Medicare fact: If a pharmacy administers your vaccinations, you are covered. If you get the same injections in a hospital or at a doctor’s office Medicare will not pay the tab.
Medicare Advantage plans may have different rules regarding where one gets vaccines. Check with your plan to be sure you understand its rules.
How to know if your medications are covered
There are many drugs that are not covered by Medicare, such as for weight loss, hair growth, or symptomatic relief of cough or colds, to name just a few. It’s important to understand that just because a doctor prescribes or administers a medication does not mean your drug plan will cover it.
The best way to know for sure whether a medication or a service is covered by Medicare is to do a search on the Medicare website. The site also has a search box where you can enter a specific drug or procedure.
Another Medicare coverage denial and a past-due notice
After the second round of shingles vaccinations, Foxhoven and his wife received another set of MSNs with the denied coverage alert. He continued to assume Medicare made a mistake.
“It was my intention to wait until I received an actual bill from the doctor,” Foxhoven explained. “I hoped that the claims had been miscoded or the procedures had been billed to Medicare improperly.”
The actual bill for all the shots, totaling $2,055, came in December along with a past due notice.
Foxhoven was frustrated and angry. He knew that the vaccines were supposed to be covered by Medicare. Continuing to believe that the billing department at their doctor’s office had mishandled the insurance claim, he asked for the invoice to be sent to the couple’s drug plans.
That’s when a billing representative told him that wouldn’t be possible.
Since we are a primary care provider, we are not able to bill a patient’s Medicare Part D plan, only pharmacies can do so.Billing department of the couple’s doctor’s office
And that’s when he reached out to Consumer Rescue to find out what to do next about his inflated Medicare bill.
Who is responsible for this coverage misunderstanding?
Foxhoven is frustrated that no one informed him ahead of time – either when he made the appointments or prior to administering the injections – that the shots would not be covered by Medicare if he got them at the doctor’s office.
That’s an understandable expectation. But is it realistic?
Medicare coverage rules are complicated. Beyond the vaccine examples I mentioned above, there are procedures that might be covered under one set of treatment or diagnostic circumstances but not under another. There are some diagnostic tests that generally are not covered but may be covered in specific situations.
Doctors, nurses and other medical professionals on their team are seeing patients not only on Medicare but also with various workplace and private insurance plans. They can’t be expected to know all the details of which plan covers what for every patient.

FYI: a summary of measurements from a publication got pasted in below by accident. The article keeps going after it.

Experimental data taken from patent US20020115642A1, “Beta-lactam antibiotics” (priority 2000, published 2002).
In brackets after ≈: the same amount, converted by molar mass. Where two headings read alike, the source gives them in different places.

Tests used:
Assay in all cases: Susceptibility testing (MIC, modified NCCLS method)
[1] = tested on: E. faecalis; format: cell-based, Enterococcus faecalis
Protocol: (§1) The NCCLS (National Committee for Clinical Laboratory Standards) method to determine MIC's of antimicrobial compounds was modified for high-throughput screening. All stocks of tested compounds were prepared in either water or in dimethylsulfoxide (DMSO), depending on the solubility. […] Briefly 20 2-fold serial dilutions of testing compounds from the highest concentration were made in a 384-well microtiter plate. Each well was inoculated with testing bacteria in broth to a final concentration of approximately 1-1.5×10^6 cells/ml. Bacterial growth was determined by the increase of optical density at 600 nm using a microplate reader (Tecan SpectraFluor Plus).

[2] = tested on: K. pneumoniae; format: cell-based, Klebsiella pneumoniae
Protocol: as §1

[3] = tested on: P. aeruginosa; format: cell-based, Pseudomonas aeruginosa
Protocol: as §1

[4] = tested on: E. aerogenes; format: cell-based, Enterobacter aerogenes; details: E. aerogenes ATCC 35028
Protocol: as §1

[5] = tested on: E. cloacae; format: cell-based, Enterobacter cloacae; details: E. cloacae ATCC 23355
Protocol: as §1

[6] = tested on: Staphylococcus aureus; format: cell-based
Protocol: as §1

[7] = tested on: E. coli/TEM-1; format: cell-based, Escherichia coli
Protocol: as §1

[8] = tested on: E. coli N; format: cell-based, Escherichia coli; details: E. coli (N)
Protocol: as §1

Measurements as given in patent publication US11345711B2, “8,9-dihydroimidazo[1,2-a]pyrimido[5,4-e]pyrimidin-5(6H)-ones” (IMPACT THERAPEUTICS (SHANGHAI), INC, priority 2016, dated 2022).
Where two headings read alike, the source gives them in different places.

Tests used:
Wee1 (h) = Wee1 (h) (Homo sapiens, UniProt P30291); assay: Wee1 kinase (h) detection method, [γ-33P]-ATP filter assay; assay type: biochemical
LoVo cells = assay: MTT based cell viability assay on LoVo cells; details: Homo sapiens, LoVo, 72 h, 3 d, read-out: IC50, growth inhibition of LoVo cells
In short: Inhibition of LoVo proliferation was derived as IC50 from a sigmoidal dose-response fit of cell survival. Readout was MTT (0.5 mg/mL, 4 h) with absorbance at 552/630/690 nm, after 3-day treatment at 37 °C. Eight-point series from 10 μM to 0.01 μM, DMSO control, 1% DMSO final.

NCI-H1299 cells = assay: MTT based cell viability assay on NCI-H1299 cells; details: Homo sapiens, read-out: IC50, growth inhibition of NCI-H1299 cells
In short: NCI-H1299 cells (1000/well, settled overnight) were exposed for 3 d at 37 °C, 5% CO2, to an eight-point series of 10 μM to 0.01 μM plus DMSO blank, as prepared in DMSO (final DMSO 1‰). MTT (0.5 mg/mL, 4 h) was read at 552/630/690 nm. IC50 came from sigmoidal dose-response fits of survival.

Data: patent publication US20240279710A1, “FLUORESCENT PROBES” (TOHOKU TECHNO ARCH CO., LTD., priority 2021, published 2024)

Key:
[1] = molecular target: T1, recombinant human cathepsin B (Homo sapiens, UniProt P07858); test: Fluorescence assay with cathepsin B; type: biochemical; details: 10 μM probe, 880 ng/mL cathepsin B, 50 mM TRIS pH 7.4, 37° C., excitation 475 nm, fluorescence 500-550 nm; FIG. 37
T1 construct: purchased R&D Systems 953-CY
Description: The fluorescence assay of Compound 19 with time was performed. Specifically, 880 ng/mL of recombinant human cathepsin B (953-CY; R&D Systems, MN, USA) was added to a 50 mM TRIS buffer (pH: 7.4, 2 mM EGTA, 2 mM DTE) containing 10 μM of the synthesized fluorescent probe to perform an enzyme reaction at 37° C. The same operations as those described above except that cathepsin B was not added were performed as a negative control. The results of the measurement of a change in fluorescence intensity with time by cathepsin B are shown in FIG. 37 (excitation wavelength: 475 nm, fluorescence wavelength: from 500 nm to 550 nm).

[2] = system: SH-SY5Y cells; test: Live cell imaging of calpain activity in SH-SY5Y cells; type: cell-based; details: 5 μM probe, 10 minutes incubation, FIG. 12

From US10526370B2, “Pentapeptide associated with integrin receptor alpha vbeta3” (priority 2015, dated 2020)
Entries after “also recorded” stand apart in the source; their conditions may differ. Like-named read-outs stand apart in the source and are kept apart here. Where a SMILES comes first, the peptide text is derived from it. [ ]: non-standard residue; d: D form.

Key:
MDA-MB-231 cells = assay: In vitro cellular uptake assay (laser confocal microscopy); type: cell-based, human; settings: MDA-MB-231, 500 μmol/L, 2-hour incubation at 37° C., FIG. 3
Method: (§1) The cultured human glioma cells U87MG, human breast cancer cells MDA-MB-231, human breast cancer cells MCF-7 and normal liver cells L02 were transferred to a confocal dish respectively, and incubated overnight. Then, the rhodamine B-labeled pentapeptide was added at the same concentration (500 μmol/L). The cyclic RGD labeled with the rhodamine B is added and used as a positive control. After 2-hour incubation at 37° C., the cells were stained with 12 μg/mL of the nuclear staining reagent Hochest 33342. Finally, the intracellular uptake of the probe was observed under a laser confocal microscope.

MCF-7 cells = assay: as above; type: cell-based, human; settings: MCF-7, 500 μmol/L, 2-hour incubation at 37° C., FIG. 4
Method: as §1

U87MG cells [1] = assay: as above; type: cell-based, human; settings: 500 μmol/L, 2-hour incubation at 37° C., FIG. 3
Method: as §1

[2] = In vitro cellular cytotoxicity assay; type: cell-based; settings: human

It’s likely that the person who booked appointments or the medical professional who administered the injections did not know the details of Medicare’s coverage rules. The billing office should know, but that’s not what this case is about.
It’s different if a patient asks for a procedure that the provider knows is not covered by Medicare. Then the provider has an obligation to tell the patient. As I pointed out previously, there are many things that Medicare does not cover, such as elective procedures or treatments that are considered experimental. If the patient wants those, they will have to sign a form stating that they understand and agree to pay.
In Foxhoven’s case, since Medicare does cover shingles and Tdap vaccines, he may be able to get his prescription drug plan to reimburse some portion and possibly all of what he had to pay the doctor for the shots. He will have to contact the plan directly and then follow its claims process.
How to protect yourself against a surprise, sky-high Medicare bill
Don’t make assumptions. If your doctor or other provider suggests a particular treatment or test, it’s OK to ask them if they know whether Medicare covers it. But to be on the safe side, use the search function on the official Medicare website to find out if it’s covered. If you’re unsure whether a prescription medication is covered, contact your drug plan.
It’s your health and your money. Be an informed consumer.
Here’s a great source of Medicare information: SHIP
You can get free, knowledgeable, and unbiased answers to your Medicare questions from the federally-funded State Health Insurance Assistance Program which is known by the name SHIP.
SHIP is national in scope with branches in every state. The SHIP website has a link to find the program where you live. You can talk to a trained and registered SHIP counselor in person in many cities and by phone in every state. And you can be assured they will not try to sell you insurance.
Disclosure: I’ve been a volunteer SHIP counselor for more than seven years. During that time, my most frequently asked questions involve how to enroll in Medicare and how it works. So watch for an upcoming 101 article that explains the basics of the program. (Abe Wischnia, Consumer Rescue)